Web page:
ThingsthatmakeWhitePeopleUncomfortable_cover_galley_27_2

Things that Make White People Uncomfortable by Michael Bennett

Summary: In this book, Michael Bennett gives the reader a refreshingly new take on the conversations about race that have been going on in the United States over the last years. After having led on the fields as a Super Bowl champion and a three-time Pro Bowler defensive end, Bennett writes a little about everything — police brutality, the role of protest in history, black athletes and where they stand with the NFL and NCAA, and much more. This engaging and awakening book restates many of the conversations America has been having but adds its own twist.
Replicating former activist-athletes, such as Muhammad Ali, Michael Bennett takes to paper and comes up with a compelling race-relations manifesto.
You’ll like this book if… you are interested in modern American culture and would like to read about the ever-changing and messy American race-relations from a new point of view.
Get the book today on Amazon: UKUS.

The Souls of Black Folk

The Souls of Black Folk: Essays and Sketches by W.E.B. Du Bois

Summary: This re-edition of one of America’s biggest classics is everything it promises to be — insightful, an excellent analysis of Afro-American life, and a wonderful work from one of the greatest voices in American history. Published first in 1903, Du Bois’s first influential collection of essays takes a look at racism and its consequences, namely the feeling African Americans got of being shunned and put aside in society.
W.E.B. Du Bois was a brilliant mind, and his genius really shines through in this edition. The beautiful sketches, when put together with the essays, elevate Du Bois’s work to the highest level.
You’ll like this book if… you’re a fan of W.E.B. Du Bois and want to add another beautiful edition to your collection of works by African-American scholars.
Get the book today on Amazon: US.

Meaty

Meaty: Essays by Samantha Irby

Summary: Samantha Irby’s debut collection of essays, now re-released, is her first attempt at publishing outside of the internet. After having created her very successful blog bitchesgottaeat.com, Samantha decided to put to print her stories of bad relationships, her struggle with Crohn’s and dieting. The result is a funny, laugh-out-loud and endearing mix of different essays, all tied well perfectly.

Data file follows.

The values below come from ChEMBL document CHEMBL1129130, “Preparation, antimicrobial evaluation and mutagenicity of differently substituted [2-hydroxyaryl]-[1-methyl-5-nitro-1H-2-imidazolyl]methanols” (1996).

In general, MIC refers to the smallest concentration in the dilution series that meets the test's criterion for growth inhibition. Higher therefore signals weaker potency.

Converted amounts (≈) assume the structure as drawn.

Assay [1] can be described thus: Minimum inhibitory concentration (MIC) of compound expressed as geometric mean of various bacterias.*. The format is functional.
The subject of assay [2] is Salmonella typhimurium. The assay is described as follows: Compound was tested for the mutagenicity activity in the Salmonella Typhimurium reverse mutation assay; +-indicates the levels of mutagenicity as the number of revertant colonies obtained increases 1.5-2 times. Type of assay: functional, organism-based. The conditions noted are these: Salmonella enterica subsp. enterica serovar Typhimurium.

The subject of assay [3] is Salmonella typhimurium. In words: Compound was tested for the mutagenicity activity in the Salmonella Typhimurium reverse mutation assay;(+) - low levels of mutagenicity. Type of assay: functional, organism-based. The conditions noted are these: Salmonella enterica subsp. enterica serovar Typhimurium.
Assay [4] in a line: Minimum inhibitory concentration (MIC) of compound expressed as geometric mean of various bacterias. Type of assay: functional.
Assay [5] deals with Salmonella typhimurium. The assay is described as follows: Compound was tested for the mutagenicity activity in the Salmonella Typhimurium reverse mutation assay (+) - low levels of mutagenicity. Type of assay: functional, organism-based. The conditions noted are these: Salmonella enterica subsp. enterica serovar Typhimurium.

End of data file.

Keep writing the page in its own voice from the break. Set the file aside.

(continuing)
This is a strong collection of essays that will take you on an emotional rollercoaster, presenting sad and poignant moments followed by deeply funny stories.

You’ll like this book if… you’re looking for a few boisterous laughs and life lessons in good spirit and enjoy memoirs and personal essays.
Get the book today on Amazon: US.

Black Lives, Black Words 32 Plays

Black Lives, Black Words: 32 Short Plays by Reginald Edmund

Summary: Reginald Edmund’s compilation of these 32 plays comes to ask the question: “Do black lives matter today?” First performed in Chicago in July of 2015, this is an international project that brings together members of the African and black diaspora to truly illustrate what African-American life is like in the major multicultural cities of the world.
Black Lives, Black Words brings to the table what we desperately need: own-voice narratives.
You’ll like this book if… the theater is your passion and you want to imagine what a play dealing with the Black Lives Matter movement would be like onstage.
Get the book today on Amazon: US.

Up the Garden Path

Up the Garden Path & The Adventures of the Black Girl in Her Search for God by Lisa Codrington

Summary: These two plays have one thing in common: they both feature black young black women who are faced with unfamiliar situations they must overcome. In one, Rosa—a Barbadian seamstress—pretends to be her brother so she can work in Ontario. There she meets an odd cast of people and must come to terms with who she wants to be and not what everyone else wants her to become. In the other play, a white missionary abandons a black girl for being a nuisance. Not wanting to stay behind, the young girl sets off on her own in the quest for God.

You’ll like this book if… you like reading about strong female protagonists that are well built and complex.
Get the book today on Amazon: UKUS.

black lives black words: 32 short plays Diana Evans dread nation jamil javil justina ireland kwame alexander lisa codrington meaty: essays michael bennett Ordinary People rebound reginald edmund samantha irby the souls of black folk things that make white people uncomfortable tracy k smith up the garden path & the adventures of the black girl in her search for god w e b du bois wade in the water why young men


Previous Next

Leave a Reply

Your email address will not be published. Required fields are marked *

Cancel Post Comment